The Vindication of Redaction Criticism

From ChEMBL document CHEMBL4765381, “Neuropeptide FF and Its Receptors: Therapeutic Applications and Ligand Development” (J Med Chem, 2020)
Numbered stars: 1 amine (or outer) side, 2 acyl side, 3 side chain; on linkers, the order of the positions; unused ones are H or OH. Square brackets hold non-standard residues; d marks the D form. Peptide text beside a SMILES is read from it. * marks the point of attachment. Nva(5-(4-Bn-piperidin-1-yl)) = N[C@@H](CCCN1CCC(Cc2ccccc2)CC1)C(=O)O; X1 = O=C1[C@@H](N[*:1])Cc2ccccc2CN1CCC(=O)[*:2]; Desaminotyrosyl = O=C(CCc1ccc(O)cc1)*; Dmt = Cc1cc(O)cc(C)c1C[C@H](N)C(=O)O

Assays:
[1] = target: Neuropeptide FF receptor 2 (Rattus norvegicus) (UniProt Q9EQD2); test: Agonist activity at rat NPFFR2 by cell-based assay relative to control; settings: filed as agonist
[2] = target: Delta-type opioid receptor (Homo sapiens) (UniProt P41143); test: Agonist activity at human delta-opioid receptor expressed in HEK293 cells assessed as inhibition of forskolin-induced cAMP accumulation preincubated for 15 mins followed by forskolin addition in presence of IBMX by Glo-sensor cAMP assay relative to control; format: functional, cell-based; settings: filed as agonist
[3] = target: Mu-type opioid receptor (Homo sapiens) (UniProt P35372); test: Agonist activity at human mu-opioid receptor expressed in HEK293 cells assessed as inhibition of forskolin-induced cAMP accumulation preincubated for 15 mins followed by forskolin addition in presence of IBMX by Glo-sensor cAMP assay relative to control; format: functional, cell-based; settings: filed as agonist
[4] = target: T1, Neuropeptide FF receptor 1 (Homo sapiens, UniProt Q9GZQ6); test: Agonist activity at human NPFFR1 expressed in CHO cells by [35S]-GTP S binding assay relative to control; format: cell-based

In biblical studies, redaction criticism refers primarily to an analysis of the manner in which editors have shaped the material they have inherited. This may apply either to the final form of the book (as in the case of the author of Chronicles reworking Samuel-Kings and other sources into a fresh composition) or to the intermediary stages whereby, for instance, the earlier sayings of a prophet are edited and shaped by an editor to reapply them to later situations during the process of book formation. This method is sometimes portrayed as a villain because some Bible readers think that it is a scholarly ruse to rob the text of its primary historical validity or of its presentation of the ipsissima verba of the prophet. It is thus regarded as in some sense contrary to what the reader wants to find in the Bible. In this chapter, however, on the basis of selected passages in the first twelve chapters of the book of Isaiah, the case is made that in fact it is the only way to understand how the words of an historically bound message from the prophet came to be preserved in the first place and opened up for reapplication to wider circumstances in the second. In other words, redaction criticism is the method that should best appeal to those who wish to appreciate the biblical text not just artistically but also theologically.
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